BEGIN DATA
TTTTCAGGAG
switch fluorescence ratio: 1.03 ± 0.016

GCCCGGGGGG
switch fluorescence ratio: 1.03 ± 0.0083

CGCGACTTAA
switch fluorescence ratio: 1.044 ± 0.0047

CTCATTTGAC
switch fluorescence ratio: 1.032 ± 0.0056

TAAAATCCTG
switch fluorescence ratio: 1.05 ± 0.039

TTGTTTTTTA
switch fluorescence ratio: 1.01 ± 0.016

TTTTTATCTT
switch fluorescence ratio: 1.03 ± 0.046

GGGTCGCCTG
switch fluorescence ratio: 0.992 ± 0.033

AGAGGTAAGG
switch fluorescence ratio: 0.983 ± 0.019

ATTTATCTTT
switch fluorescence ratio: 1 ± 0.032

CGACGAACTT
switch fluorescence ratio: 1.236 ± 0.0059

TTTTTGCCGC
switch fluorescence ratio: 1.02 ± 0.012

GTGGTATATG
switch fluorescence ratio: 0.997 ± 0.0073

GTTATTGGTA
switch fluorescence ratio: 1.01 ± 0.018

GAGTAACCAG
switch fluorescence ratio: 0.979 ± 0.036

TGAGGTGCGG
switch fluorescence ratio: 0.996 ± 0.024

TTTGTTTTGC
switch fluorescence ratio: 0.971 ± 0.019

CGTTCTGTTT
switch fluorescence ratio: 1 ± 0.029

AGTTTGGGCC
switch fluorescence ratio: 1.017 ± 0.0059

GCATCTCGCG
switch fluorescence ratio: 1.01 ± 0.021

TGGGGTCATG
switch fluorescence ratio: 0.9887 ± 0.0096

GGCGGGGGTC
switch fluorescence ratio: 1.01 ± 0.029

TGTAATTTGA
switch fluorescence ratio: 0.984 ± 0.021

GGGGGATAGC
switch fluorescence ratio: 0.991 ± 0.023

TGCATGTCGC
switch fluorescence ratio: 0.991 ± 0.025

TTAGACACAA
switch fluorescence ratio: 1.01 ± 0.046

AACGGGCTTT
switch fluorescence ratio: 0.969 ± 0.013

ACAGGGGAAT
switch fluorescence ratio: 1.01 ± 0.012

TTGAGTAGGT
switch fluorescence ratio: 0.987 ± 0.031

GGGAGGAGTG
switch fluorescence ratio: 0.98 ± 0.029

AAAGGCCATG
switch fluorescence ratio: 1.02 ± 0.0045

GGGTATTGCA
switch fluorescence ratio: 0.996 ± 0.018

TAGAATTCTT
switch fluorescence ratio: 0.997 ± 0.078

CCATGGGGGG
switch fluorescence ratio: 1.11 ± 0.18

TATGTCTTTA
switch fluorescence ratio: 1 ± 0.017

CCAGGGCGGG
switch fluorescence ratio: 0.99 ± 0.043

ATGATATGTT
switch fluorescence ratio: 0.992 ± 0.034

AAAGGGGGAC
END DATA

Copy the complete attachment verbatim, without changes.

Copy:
TTTTCAGGAG
switch fluorescence ratio: 1.03 ± 0.016

GCCCGGGGGG
switch fluorescence ratio: 1.03 ± 0.0083

CGCGACTTAA
switch fluorescence ratio: 1.044 ± 0.0047

CTCATTTGAC
switch fluorescence ratio: 1.032 ± 0.0056

TAAAATCCTG
switch fluorescence ratio: 1.05 ± 0.039

TTGTTTTTTA
switch fluorescence ratio: 1.01 ± 0.016

TTTTTATCTT
switch fluorescence ratio: 1.03 ± 0.046

GGGTCGCCTG
switch fluorescence ratio: 0.992 ± 0.033

AGAGGTAAGG
switch fluorescence ratio: 0.983 ± 0.019

ATTTATCTTT
switch fluorescence ratio: 1 ± 0.032

CGACGAACTT
switch fluorescence ratio: 1.236 ± 0.0059

TTTTTGCCGC
switch fluorescence ratio: 1.02 ± 0.012

GTGGTATATG
switch fluorescence ratio: 0.997 ± 0.0073

GTTATTGGTA
switch fluorescence ratio: 1.01 ± 0.018

GAGTAACCAG
switch fluorescence ratio: 0.979 ± 0.036

TGAGGTGCGG
switch fluorescence ratio: 0.996 ± 0.024

TTTGTTTTGC
switch fluorescence ratio: 0.971 ± 0.019

CGTTCTGTTT
switch fluorescence ratio: 1 ± 0.029

AGTTTGGGCC
switch fluorescence ratio: 1.017 ± 0.0059

GCATCTCGCG
switch fluorescence ratio: 1.01 ± 0.021

TGGGGTCATG
switch fluorescence ratio: 0.9887 ± 0.0096

GGCGGGGGTC
switch fluorescence ratio: 1.01 ± 0.029

TGTAATTTGA
switch fluorescence ratio: 0.984 ± 0.021

GGGGGATAGC
switch fluorescence ratio: 0.991 ± 0.023

TGCATGTCGC
switch fluorescence ratio: 0.991 ± 0.025

TTAGACACAA
switch fluorescence ratio: 1.01 ± 0.046

AACGGGCTTT
switch fluorescence ratio: 0.969 ± 0.013

ACAGGGGAAT
switch fluorescence ratio: 1.01 ± 0.012

TTGAGTAGGT
switch fluorescence ratio: 0.987 ± 0.031

GGGAGGAGTG
switch fluorescence ratio: 0.98 ± 0.029

AAAGGCCATG
switch fluorescence ratio: 1.02 ± 0.0045

GGGTATTGCA
switch fluorescence ratio: 0.996 ± 0.018

TAGAATTCTT
switch fluorescence ratio: 0.997 ± 0.078

CCATGGGGGG
switch fluorescence ratio: 1.11 ± 0.18

TATGTCTTTA
switch fluorescence ratio: 1 ± 0.017

CCAGGGCGGG
switch fluorescence ratio: 0.99 ± 0.043

ATGATATGTT
switch fluorescence ratio: 0.992 ± 0.034

AAAGGGGGAC